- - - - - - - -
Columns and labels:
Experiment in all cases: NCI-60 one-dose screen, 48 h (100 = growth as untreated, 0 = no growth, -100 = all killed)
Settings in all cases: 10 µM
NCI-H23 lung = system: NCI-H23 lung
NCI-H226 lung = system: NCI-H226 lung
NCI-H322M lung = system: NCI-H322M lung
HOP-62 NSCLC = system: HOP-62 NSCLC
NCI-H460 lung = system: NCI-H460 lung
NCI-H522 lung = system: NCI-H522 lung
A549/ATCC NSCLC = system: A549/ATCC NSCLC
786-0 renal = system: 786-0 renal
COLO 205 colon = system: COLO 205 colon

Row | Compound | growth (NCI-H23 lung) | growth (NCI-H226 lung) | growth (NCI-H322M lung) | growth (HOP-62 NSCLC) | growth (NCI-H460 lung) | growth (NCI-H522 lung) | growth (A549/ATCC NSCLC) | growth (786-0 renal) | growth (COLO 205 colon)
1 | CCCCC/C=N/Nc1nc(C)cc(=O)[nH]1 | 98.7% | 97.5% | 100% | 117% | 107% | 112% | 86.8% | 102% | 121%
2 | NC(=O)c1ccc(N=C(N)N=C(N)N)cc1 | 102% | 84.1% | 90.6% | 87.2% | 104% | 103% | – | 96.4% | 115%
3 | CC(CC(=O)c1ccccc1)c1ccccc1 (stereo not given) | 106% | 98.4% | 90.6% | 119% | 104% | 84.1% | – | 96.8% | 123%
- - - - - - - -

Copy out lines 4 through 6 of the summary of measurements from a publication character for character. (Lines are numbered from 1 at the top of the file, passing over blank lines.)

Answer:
NCI-H23 lung = system: NCI-H23 lung
NCI-H226 lung = system: NCI-H226 lung
NCI-H322M lung = system: NCI-H322M lung